- The Washington Times - Sunday, August 7, 2005

In its coverage of the Iran nuclear crisis, The Washington Post has been providing yet another illustration of why many Americans distrust the mainstream media and believe it is determined to skew its news reporting against the Bush administration.

From reading The Post in recent days, one might get the impression that the administration has been exaggerating the danger posed by Iran’s nuclear-weapons programs; that ill-considered U.S. policies rather than the nature of the Iranian government are primarily responsible for tensions between the two nations; and that the mullahs may have been justified in rejecting a package of economic and diplomatic concessions offered by the European Union with the Bush administration’s backing.

On Tuesday, The Post published a front-page story by Staff Writer Dafna Linzer, who reported that according to the new National Intelligence Estimate on Iran, the regime is 10 years away from “manufacturing the key ingredient for a nuclear weapon,” doubling the most recent estimate of five years — the amount of time estimated in the last NIE on Iran, which occurred in 2001. Just so no one missed the point that the Bush administration has exaggerated the Iran threat, the Post added that the assessments “contrast with forceful public statements by the White House. Administration officials have asserted, but have not offered proof, that Tehran is moving determinedly toward a nuclear arsenal. The new estimate could provide more time for diplomacy with Iran over its nuclear ambitions.”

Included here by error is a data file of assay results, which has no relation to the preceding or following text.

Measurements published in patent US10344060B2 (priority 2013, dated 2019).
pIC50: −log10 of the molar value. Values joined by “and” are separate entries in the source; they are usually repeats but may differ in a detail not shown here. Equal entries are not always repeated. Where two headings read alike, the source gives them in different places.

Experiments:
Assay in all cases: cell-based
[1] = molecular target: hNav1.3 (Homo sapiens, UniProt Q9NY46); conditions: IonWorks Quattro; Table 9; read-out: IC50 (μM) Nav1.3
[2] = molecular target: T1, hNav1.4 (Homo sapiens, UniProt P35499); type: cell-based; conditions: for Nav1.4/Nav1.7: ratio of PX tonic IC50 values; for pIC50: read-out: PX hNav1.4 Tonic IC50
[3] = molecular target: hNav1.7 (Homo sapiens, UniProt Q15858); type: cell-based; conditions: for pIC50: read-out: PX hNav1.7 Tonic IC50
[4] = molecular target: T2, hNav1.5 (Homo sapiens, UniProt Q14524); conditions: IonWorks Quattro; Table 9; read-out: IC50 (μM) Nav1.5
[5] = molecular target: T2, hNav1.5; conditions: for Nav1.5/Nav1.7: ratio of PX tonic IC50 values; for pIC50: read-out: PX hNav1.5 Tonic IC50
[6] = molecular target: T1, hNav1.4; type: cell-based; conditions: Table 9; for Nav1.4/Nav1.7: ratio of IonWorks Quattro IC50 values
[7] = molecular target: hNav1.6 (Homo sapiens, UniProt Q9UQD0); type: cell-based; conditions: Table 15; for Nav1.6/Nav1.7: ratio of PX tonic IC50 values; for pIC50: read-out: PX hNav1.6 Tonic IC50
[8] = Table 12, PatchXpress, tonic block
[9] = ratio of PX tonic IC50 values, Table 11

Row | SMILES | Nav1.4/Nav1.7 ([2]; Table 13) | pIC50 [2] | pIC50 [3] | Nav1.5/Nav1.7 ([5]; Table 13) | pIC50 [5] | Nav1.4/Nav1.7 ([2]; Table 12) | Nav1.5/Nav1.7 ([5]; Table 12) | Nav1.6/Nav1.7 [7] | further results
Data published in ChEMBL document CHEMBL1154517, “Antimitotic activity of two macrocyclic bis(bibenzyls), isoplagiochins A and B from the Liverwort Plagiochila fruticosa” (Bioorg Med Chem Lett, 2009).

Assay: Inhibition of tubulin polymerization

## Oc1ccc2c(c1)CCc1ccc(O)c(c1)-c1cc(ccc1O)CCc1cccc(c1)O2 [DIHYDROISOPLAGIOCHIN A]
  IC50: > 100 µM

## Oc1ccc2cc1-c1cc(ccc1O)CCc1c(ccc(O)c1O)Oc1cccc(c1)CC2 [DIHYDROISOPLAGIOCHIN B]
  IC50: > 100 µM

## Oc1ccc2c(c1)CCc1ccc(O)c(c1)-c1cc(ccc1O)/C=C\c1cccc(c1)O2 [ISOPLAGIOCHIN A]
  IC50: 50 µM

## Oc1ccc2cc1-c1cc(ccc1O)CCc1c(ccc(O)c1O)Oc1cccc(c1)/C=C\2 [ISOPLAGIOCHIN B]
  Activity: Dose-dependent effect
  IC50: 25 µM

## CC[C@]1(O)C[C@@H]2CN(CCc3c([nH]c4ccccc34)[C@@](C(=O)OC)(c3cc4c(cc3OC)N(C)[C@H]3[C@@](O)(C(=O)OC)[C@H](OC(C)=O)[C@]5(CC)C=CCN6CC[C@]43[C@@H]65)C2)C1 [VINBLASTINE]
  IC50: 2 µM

But when one looks past the spin, things appear less a lot less rozy. A “senior intelligence official” told The Post that “it is the judgment of the intelligence community that, left to its own devices, Iran is determined to build nuclear weapons.”

The central problem with the new NIE is that its conclusion that Iran poses less of a danger flies in the face of all the new information that has come out about Iran’s nuclear program since 2001 revealing that Iran has had clandestine enrichment programs dating back to the mid-1980s. Raymond Tanter, an Iran specialist who served on the staff of the National Security Council during the Reagan administration, points out another flaw in the NIE’s latest report on Iran, which came out in May: It fails to take account of the June elections in Iran, in which the most reactionary elements of the regime were triumphant. Given all of this, Mr. Tanter asks, how can the intelligence community possibly conclude that the Iranian nuclear threat has lessened since 2001? In sum, The Post’s story about the NIE may tell us more about the state of analytical capabilities in our intelligence agencies than it does about Iran’s nuclear-weapons programs.

On Saturday, The Post ran another story by Miss Linzer; this one suggested that Iran may have had valid reasons to reject the latest European proposal (which is supported by the United States) to persuade Tehran to dismantle its nuclear-weapons infrastructure. One of the Iranian complaints cited without rebuttal in the story was that the European offer was not explicit enough about protecting the Islamist regime (perhaps the world’s leading state supporter of terrorism) from the threat of attack by the United States.

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